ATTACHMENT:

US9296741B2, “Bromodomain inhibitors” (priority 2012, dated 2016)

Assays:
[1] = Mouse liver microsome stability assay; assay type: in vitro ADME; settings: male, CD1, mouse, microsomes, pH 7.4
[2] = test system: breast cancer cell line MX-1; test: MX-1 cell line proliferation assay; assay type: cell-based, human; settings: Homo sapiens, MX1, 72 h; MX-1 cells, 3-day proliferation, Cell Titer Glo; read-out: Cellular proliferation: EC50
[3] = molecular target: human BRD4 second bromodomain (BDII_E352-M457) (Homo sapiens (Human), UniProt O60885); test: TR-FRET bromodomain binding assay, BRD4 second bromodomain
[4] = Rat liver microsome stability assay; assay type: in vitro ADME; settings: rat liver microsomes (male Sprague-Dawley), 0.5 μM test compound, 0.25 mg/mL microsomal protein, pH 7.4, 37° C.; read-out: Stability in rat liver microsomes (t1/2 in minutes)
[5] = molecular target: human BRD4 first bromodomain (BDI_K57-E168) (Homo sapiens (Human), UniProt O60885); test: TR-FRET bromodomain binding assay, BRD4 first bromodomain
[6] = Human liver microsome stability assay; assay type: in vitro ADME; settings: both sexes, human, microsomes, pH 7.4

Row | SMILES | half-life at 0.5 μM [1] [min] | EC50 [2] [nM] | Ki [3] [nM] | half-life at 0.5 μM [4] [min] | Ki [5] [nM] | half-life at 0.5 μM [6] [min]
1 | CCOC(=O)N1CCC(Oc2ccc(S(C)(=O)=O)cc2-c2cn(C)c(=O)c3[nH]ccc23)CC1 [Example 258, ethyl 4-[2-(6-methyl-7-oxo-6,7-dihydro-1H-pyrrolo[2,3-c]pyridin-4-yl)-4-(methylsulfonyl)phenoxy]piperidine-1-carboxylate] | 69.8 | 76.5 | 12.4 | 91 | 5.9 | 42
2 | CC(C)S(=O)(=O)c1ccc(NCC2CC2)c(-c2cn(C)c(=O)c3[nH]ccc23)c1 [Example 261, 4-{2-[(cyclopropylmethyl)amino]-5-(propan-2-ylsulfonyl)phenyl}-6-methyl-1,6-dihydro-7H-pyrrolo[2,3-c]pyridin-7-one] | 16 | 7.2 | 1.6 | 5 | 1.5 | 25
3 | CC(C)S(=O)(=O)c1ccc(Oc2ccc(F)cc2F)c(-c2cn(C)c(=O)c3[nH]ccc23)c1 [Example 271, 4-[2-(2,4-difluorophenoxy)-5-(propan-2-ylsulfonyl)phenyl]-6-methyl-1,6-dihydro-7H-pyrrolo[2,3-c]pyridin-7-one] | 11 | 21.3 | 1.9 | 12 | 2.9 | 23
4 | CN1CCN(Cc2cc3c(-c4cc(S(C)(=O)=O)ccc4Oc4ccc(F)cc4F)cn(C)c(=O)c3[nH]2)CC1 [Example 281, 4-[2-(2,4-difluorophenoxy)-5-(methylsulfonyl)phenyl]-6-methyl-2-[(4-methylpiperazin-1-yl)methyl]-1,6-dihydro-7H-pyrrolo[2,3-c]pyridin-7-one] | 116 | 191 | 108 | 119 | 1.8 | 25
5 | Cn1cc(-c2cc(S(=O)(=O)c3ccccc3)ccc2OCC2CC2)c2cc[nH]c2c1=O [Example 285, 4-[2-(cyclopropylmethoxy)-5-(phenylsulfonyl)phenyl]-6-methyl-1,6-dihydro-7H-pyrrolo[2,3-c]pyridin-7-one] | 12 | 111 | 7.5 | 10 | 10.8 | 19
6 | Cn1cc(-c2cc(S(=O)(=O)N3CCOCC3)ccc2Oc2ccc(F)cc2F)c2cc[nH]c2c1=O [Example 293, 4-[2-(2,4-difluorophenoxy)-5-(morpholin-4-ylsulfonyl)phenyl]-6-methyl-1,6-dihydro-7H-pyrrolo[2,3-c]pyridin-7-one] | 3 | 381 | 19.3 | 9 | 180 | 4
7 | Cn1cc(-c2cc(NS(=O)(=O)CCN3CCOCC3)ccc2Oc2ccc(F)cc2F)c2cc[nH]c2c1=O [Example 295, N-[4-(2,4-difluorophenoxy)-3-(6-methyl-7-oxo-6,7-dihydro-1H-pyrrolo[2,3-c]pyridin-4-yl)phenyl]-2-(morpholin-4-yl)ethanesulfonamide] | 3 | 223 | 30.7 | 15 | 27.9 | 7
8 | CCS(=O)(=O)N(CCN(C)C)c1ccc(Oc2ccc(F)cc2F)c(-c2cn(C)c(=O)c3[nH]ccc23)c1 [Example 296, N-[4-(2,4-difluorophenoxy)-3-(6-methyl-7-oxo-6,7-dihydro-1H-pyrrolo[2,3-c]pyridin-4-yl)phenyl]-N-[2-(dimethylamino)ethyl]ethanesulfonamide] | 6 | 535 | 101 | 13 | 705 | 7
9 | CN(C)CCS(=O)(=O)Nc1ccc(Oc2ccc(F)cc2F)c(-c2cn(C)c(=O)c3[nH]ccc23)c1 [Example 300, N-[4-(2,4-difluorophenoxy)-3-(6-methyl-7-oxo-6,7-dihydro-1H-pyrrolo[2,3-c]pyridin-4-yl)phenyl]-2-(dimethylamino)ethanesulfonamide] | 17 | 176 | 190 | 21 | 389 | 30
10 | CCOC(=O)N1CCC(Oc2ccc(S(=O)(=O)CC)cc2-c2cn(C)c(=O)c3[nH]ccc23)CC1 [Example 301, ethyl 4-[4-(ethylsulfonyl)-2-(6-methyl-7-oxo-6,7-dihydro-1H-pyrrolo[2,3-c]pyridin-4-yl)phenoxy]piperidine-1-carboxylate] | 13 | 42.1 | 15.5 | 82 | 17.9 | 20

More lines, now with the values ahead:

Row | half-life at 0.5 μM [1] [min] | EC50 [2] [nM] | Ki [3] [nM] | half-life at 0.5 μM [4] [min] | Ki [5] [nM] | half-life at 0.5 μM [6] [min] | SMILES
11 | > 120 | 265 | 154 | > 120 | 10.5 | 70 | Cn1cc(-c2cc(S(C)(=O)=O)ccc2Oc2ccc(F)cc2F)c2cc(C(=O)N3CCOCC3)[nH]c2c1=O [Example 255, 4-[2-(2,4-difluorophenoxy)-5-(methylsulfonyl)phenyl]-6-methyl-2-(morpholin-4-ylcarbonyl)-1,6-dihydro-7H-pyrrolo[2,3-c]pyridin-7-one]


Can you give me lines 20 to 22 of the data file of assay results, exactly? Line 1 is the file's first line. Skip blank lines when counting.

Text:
More lines, now with the values ahead:

Row | half-life at 0.5 μM [1] [min] | EC50 [2] [nM] | Ki [3] [nM] | half-life at 0.5 μM [4] [min] | Ki [5] [nM] | half-life at 0.5 μM [6] [min] | SMILES
11 | > 120 | 265 | 154 | > 120 | 10.5 | 70 | Cn1cc(-c2cc(S(C)(=O)=O)ccc2Oc2ccc(F)cc2F)c2cc(C(=O)N3CCOCC3)[nH]c2c1=O [Example 255, 4-[2-(2,4-difluorophenoxy)-5-(methylsulfonyl)phenyl]-6-methyl-2-(morpholin-4-ylcarbonyl)-1,6-dihydro-7H-pyrrolo[2,3-c]pyridin-7-one]